We Got Love In Our House opens Soap’s Opera, and showcases Catfish’s new West Coast Sound. It features some glorious harmonies. They compliment Catfish’s vocal and drive him to greater heights of soulfulness. Silver Arrow has an understated, mellow West Coast Sound. It’s A Shame allows Dr. John to showcase his boogie woogie piano. He’s joined by James Montgomery on harmonica on what’s a delicious fusion of blues and jazz. Bulldog has an understated, laid-back, jazz-tinged sound. This demonstrates another side to Catfish Hodge. So does Oscar Teo, which marks a return to the West Coast sound. It’s very different to what’s gone before. Understated, wistful and beautiful, Catfish comfortably dawns the role of West Coast singer-songwriter. This proves a poignant way to close side one of Soap’s Opera.
Des Woman opens side two of Soap’s Opera with a band. It’s a much more uptempo track, with a rockier sound. This allows Catfish and his band to cut loose. After that, Catfish changes direction on It’s All Over Now. It has a much more understated West Coast arrangement. Catfish delivers a heartbroken, soul-baring vocal. Sweet Cocaine marks a return to the bluesy sound of Catfish Hodge. It has understated, acoustic arrangement it, which allows Catfish’s worldweary vocal to shine. Take A Look In The Mirror is another fusion of styles. Dr. John adds a taste of New Orleans as blues, rock, jazz and soulful harmonies combine. Closing Soap’s Opera is For Free. It features a dramatic, emotive, vocal delivered against a slow, understated arrangement. Gradually, the song reveals its secrets and just like Catfish’s two previous albums, leaves you wanting more.
After the commercial failure of Soap’s Opera, Catfish Hodge left Westbound Records. He’d released a trio of albums, yet hadn’t made a commercial breakthrough. That’s despite the undoubted quality of the music on Boogieman Gonna Get You, Dinosaurs and Alleycats and Soap’s Opera. Each of these albums were very different.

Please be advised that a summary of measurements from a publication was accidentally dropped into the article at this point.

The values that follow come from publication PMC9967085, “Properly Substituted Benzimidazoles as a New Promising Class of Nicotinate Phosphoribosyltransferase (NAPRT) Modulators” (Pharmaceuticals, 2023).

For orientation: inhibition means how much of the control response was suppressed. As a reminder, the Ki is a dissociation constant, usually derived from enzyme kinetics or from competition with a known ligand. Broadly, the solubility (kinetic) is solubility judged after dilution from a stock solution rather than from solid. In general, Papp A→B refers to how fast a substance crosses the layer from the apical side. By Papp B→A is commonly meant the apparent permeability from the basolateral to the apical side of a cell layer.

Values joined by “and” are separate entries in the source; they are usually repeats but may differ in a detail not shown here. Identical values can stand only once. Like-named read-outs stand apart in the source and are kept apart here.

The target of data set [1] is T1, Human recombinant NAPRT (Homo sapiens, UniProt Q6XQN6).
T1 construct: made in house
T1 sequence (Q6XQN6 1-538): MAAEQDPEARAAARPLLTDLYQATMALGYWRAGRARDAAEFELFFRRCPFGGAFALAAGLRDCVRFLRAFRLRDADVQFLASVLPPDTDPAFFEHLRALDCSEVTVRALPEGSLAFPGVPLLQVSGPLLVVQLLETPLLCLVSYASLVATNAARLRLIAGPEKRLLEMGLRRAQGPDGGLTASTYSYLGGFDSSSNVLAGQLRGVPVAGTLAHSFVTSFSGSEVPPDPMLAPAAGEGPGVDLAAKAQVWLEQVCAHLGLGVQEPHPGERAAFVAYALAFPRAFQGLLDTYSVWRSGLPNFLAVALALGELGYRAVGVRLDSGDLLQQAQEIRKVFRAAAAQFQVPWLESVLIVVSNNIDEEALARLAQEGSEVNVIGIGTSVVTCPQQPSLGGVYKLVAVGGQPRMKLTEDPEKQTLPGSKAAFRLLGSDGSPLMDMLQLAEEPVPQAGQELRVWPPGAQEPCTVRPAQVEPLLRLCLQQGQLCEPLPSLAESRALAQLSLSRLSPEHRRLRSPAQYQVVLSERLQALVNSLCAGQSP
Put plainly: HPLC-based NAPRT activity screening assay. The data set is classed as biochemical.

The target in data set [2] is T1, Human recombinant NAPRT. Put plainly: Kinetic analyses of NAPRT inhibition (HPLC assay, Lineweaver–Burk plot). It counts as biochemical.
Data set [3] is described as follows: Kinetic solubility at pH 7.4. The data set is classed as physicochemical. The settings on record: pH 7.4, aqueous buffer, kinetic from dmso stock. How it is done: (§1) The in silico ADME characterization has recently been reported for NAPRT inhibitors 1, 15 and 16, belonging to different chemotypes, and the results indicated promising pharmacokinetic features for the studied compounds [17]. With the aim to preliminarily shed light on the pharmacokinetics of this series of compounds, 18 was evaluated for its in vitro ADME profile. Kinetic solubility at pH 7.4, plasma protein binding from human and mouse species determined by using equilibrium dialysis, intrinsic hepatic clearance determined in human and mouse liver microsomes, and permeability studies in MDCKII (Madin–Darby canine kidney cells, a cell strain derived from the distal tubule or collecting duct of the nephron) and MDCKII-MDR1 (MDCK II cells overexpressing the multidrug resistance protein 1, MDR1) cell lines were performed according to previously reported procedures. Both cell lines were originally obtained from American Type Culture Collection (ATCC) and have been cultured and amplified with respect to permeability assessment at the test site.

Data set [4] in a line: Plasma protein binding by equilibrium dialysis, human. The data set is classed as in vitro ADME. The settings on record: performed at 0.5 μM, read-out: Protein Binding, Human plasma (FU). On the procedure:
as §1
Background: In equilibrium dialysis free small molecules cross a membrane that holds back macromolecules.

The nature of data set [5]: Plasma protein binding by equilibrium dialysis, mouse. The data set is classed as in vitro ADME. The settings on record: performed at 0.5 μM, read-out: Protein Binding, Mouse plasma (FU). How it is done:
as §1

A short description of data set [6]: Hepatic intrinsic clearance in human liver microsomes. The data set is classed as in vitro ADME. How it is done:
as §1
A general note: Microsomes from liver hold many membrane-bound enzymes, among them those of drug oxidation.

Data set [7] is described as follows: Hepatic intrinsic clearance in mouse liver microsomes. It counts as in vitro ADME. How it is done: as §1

On each album, Catfish’s music evolved. He wasn’t going to stand still. So, each album saw a new side of Catfish. By the time he released Soap’s Opera, Catfish had adopted the West Coast sound. This was totally different from the fusion of blues and rock that was Boogieman Gonna Get You. Then on Dinosaurs and Alleycats, musical genes and influences melted into one. Catfish also realised the importance of space. The arrangements were much more understated and spacious. Having said that, still occasionally, Catfish and his band cut loose. When they kicked loose, it was a glorious sound. Still, commercial success eluded Catfish Hodge. By 1975, Catfish was still trying to catch a break. Even when he jumped on the West Coast Sound bandwagon, commercial success and critical acclaim was nowhere to be seen. For Westbound Records, that was the end of the road.
For Catfish Hodge, his time at Westbound Records might be over, but his career was still in its infancy. Since 1975, Catfish Hodge has continued to release albums and tour. He’s one of the hardest working men in music. Now a musical veteran, Catfish Hodge has recorded a lot of music since Boogieman Gonna Get You, Dinosaurs and Alleycats and Soap’s Opera. However, these three albums are still regarded as the best music of Catfish Hodge’s long career. They’re now available on Different Strokes-The Complete Eastbound and Westbound Recordings, which was recently released by Ace Records.
Boogieman Gonna Get You, Dinosaurs and Alleycats and Soap’s Opera, plus several bonus tracks, feature on Ace Records’ compilation of Catfish Hodge’s music Different Strokes-The Complete Eastbound and Westbound Recordings. A luxurious and lovingly compiled double album Different Strokes-The Complete Eastbound and Westbound Recordings is, without doubt, the perfect introduction to Catfish Hodge, one of music’s best kept secrets. One listen to Different Strokes-The Complete Eastbound and Westbound Recordings, and you’ll wonder how you’ve been able to live without Catfish Hodge’s music in your life.
CATFISH HODGE-DIFFERENT STROKES-THE COMPLETE EASTBOUND AND WESTBOUND RECORDINGS.